Monday, May 11, 2015

Tactical Suburbanism: the Bridge To Somewhere Pop-Up Playground project

[27 May 2015 update: we're grateful to accept a Project Accelerator Grant from Make Something Edmonton for this project! However, it turns out the land at The Bridge To Nowhere is owned by the Province of Alberta, and we cannot get a permit for land use in time for #DIYCity - so we are switching our attention to a different site on City of Edmonton parkland. If there is a DIYCity2016, we will attempt to get permits for the Bridge To Nowhere site and carry out the original idea then. Our new proposed site is at Magrath Park and Rabbit Hill Natural Area - please read our latest blog post for more details.]

We want to create a pop-up adventure playground and transitory community-created art installation to animate The Bridge To Nowhere for #DIYCity Day. (Here's our Make Something Edmonton project page.) Won't you help us use the ideas of tactical urbanism to create a family-friendly suburban event? 
This is the view of the underpass from the top of the hill on the north side of Anthony Henday Drive. The pedestrian underpass access is on the east bank of Whitemud Creek, and it's suspended about 7 feet above the creek. 
Who: We're an as-yet-unnamed collective of artists looking for collaborators and volunteers to make this thing happen. (If that's you, please leave a comment below and I will get in touch!) We are passionate about creating a series of pop-up play places in both urban and suburban neighborhoods that activate underused or lost public spaces and create feelings of community connectedness. We see Bridge To Somewhere as the first installation in a series.
What: Bridge To Somewhere Pop-Up Playground will be a pop-up adventure playground, transitory community-created art installation (chalk and wheatpaste), and solar-lit textile art installation under The Bridge To Nowhere. It will be paired with a temporary slide down the grassy steep path on the south side of the highway, and a mix of temporary and permanent wayfinding and interpretative signs along the paths that help people find the spot while informing them about the ravine's cultural and natural history.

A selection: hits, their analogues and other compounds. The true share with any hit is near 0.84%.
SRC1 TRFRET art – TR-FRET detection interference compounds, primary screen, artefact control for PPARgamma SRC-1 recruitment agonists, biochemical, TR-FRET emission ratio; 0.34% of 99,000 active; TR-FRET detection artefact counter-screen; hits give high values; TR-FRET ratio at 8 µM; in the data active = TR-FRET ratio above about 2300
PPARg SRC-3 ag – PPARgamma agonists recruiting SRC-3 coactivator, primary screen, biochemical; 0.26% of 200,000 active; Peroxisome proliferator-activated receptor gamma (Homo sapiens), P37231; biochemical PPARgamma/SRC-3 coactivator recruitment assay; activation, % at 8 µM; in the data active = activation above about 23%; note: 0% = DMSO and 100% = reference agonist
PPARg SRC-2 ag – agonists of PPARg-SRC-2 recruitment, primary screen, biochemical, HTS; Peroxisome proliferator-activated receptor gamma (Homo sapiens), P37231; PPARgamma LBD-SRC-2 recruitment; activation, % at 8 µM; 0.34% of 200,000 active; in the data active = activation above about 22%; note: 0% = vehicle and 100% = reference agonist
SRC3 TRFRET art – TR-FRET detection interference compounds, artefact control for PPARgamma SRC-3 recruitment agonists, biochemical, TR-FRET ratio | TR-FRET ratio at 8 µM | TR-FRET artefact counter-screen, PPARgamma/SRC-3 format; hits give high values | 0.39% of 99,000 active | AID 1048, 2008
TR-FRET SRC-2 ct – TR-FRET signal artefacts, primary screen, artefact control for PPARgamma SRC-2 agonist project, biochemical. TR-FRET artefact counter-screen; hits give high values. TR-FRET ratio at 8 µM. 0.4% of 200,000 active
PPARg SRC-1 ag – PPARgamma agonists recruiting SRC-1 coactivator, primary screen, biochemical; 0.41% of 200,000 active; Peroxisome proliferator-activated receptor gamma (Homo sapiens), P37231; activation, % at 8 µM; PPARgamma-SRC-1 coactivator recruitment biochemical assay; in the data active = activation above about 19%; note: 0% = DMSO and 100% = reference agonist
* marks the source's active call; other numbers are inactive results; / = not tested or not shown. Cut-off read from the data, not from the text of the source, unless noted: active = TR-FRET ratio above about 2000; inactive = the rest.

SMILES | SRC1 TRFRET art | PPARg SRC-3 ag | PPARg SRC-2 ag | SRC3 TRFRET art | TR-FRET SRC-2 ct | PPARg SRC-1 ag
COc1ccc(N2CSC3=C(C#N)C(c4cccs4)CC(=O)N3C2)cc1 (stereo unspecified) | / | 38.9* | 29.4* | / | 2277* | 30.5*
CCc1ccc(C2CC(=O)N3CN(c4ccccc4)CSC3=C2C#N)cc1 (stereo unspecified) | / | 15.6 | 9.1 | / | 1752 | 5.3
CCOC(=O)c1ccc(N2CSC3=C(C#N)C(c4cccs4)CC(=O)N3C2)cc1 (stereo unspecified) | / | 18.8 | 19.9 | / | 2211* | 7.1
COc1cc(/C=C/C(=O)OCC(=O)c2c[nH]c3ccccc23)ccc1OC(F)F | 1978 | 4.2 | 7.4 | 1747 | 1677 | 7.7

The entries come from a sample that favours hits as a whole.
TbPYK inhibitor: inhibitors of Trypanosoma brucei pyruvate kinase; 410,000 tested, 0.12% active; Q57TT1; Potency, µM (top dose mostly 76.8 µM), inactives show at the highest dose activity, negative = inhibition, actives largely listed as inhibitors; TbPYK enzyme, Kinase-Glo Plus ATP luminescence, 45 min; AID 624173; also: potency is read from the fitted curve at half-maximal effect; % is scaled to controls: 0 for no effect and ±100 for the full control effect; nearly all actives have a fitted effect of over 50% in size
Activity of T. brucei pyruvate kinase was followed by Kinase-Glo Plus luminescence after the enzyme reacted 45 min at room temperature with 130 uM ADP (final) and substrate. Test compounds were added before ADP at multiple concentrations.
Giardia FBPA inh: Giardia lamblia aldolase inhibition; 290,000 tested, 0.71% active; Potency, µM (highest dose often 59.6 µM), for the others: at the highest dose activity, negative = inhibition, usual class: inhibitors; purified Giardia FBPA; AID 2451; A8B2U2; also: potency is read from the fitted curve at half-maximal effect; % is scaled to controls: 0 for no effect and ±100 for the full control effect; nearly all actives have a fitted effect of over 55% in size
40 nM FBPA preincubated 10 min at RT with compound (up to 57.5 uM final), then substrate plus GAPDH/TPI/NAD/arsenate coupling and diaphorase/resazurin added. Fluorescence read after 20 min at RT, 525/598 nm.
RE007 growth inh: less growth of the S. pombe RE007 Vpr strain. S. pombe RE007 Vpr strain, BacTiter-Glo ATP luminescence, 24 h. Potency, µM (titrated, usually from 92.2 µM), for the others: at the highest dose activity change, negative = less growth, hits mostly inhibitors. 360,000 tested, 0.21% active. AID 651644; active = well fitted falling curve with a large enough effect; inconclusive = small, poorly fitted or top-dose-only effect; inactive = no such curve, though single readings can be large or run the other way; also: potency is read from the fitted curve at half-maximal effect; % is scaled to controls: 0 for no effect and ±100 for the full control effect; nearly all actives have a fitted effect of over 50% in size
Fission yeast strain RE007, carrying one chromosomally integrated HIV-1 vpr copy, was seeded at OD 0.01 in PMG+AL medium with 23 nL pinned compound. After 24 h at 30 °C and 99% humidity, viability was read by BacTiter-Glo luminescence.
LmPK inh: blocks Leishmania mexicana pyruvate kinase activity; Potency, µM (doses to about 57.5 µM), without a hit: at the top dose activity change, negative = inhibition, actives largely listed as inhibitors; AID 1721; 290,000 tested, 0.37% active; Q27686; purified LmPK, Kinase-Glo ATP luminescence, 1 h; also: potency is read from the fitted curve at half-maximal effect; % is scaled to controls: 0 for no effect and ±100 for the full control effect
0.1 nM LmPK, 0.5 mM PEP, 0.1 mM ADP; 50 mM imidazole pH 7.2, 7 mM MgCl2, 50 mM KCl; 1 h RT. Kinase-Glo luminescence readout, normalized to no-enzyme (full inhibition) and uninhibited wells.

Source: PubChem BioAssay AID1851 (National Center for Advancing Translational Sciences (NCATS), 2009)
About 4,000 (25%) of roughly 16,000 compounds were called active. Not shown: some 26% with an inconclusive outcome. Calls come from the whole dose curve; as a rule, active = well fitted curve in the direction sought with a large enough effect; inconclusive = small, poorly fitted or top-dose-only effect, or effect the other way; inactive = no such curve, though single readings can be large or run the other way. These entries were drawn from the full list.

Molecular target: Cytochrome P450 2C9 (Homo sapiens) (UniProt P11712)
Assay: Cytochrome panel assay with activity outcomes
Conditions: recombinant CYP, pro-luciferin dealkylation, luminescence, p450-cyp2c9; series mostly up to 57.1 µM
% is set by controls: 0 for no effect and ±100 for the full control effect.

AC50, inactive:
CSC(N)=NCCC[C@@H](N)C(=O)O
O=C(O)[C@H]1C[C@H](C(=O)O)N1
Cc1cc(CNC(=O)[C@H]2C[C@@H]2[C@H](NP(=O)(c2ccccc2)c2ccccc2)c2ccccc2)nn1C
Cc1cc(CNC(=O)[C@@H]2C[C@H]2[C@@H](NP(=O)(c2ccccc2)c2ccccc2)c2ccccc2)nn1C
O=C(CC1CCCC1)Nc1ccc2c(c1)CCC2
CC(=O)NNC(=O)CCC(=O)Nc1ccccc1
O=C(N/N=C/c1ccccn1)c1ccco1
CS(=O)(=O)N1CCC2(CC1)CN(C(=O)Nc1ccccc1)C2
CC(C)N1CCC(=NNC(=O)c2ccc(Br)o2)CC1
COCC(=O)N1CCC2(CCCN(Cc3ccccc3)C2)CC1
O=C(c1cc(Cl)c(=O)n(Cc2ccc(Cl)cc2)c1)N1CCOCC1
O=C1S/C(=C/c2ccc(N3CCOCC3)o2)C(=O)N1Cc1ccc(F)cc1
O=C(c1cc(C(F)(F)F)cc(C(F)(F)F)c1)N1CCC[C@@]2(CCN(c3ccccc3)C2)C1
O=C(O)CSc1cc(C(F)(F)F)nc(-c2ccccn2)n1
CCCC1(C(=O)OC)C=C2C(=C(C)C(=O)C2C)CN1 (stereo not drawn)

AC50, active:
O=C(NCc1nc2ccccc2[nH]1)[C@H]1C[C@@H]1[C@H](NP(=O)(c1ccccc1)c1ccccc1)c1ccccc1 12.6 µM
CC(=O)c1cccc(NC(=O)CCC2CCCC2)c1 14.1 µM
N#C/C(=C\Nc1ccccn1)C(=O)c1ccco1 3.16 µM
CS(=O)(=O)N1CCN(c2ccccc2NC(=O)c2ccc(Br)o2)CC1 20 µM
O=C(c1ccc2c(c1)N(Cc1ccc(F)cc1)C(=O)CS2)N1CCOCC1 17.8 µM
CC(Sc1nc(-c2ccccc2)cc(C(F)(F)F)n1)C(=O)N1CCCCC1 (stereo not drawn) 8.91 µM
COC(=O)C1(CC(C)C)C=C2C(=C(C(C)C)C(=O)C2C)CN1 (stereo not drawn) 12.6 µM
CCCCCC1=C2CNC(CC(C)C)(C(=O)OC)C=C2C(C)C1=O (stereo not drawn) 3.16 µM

When: June 21st, 10am to 6pm
As you can see once you get closer to the underpass, there are broad grassy areas used as maintenance vehicle access roads along both sides of the creek that could work well as pop-up play spaces.
The view back through the underpass from the south side.
The south-eastern end of the pedestrian underpass bridge is rockier.

This steep grassy hill on the south side of the bridge is well-suited to a temporary slide installation.
Where: The Bridge To Nowhere is a pedestrian underpass on Whitemud Creek Ravine under Anthony Henday Drive that is not yet connected to paved multiuse or pedestrian trails. The Whitemud Creek Ravine overpass on Anthony Henday Drive is located at 53.428738, -113.563197 on Google Maps (you can kind of see it in Streetview). Its' design and construction is described at and the adjacent ecologically-sensitive parkland is described at
Currently this is a completely lost space, connected only to dirt paths and used by street artists and teen taggers, City employees painting out the work of said taggers (last done in approximately July 2013), and the occasional dog walker. The infrequency with which graffiti is painted out has effectively made this one of Edmonton's secret free walls, so we'll be riffing on that with kid-friendly impermanent street art techniques.
Existing tags have been created using spray paint or adapted fire extinguishers.

Access will be via paved multiuse paths and dirt paths, and we will encourage those who need parking to use the lot at the strip mall at the corner of Rabbit Hill Road and Mullen Way, then follow the wayfinding markers along the paths from the suburban residential neighborhood through parkland to the highway underpass.
This gravel path, and the section that follows that has retained its battered asphalt, was once part of Rabbit Hill Road before the streets were reconfigured to accommodate the building of Anthony Henday Drive and the residential neighborhood.
The location is on the boundary of the former Papaschase Reserve, near a nature sanctuary and a former coal mine, so we plan to use wayfinding, art, and playhouse creation to help foster connection with the natural and material history of the place. We hope to reclaim the place's historical importance and foster social investment in the ravine with the pedestrian underpass as a focal point.
Why: By creating a common focus (creative play) in an unusual setting, barriers between community members can be dissolved in a low-stakes but intentional way, and neighborhood identity can be discovered. In newly built suburban neighborhoods, this process can be especially helpful in giving community members a sense of belonging and engagement that we hope will encourage civic identity and involvement.

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